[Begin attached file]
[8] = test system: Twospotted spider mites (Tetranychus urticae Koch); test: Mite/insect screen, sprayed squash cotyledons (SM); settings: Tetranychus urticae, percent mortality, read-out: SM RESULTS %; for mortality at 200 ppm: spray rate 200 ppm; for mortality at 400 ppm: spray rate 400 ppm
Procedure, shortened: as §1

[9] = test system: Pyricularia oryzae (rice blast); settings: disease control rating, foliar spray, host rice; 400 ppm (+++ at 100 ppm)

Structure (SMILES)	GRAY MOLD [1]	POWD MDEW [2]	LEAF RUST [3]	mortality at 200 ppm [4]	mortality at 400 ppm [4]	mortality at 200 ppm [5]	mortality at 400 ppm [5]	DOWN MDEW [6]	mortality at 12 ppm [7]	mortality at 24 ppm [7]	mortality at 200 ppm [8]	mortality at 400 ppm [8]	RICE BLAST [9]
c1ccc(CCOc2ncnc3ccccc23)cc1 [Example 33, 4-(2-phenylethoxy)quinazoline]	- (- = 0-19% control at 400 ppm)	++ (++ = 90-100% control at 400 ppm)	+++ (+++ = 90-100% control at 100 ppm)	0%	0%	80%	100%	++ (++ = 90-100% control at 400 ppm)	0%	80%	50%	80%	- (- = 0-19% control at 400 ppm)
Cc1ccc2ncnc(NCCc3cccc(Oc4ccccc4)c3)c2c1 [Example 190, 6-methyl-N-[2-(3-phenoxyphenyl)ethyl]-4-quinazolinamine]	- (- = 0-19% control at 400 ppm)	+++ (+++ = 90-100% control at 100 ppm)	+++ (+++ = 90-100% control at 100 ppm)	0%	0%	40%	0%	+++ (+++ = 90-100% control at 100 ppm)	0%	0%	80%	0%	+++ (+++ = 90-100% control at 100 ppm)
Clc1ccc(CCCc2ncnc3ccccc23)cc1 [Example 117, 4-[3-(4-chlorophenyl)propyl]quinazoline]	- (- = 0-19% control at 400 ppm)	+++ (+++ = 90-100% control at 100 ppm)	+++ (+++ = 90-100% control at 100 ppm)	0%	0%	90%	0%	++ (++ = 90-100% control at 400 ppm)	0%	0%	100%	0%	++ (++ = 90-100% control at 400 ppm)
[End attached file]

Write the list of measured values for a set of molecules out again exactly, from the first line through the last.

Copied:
[8] = test system: Twospotted spider mites (Tetranychus urticae Koch); test: Mite/insect screen, sprayed squash cotyledons (SM); settings: Tetranychus urticae, percent mortality, read-out: SM RESULTS %; for mortality at 200 ppm: spray rate 200 ppm; for mortality at 400 ppm: spray rate 400 ppm
Procedure, shortened: as §1

[9] = test system: Pyricularia oryzae (rice blast); settings: disease control rating, foliar spray, host rice; 400 ppm (+++ at 100 ppm)

Structure (SMILES)	GRAY MOLD [1]	POWD MDEW [2]	LEAF RUST [3]	mortality at 200 ppm [4]	mortality at 400 ppm [4]	mortality at 200 ppm [5]	mortality at 400 ppm [5]	DOWN MDEW [6]	mortality at 12 ppm [7]	mortality at 24 ppm [7]	mortality at 200 ppm [8]	mortality at 400 ppm [8]	RICE BLAST [9]
c1ccc(CCOc2ncnc3ccccc23)cc1 [Example 33, 4-(2-phenylethoxy)quinazoline]	- (- = 0-19% control at 400 ppm)	++ (++ = 90-100% control at 400 ppm)	+++ (+++ = 90-100% control at 100 ppm)	0%	0%	80%	100%	++ (++ = 90-100% control at 400 ppm)	0%	80%	50%	80%	- (- = 0-19% control at 400 ppm)
Cc1ccc2ncnc(NCCc3cccc(Oc4ccccc4)c3)c2c1 [Example 190, 6-methyl-N-[2-(3-phenoxyphenyl)ethyl]-4-quinazolinamine]	- (- = 0-19% control at 400 ppm)	+++ (+++ = 90-100% control at 100 ppm)	+++ (+++ = 90-100% control at 100 ppm)	0%	0%	40%	0%	+++ (+++ = 90-100% control at 100 ppm)	0%	0%	80%	0%	+++ (+++ = 90-100% control at 100 ppm)
Clc1ccc(CCCc2ncnc3ccccc23)cc1 [Example 117, 4-[3-(4-chlorophenyl)propyl]quinazoline]	- (- = 0-19% control at 400 ppm)	+++ (+++ = 90-100% control at 100 ppm)	+++ (+++ = 90-100% control at 100 ppm)	0%	0%	90%	0%	++ (++ = 90-100% control at 400 ppm)	0%	0%	100%	0%	++ (++ = 90-100% control at 400 ppm)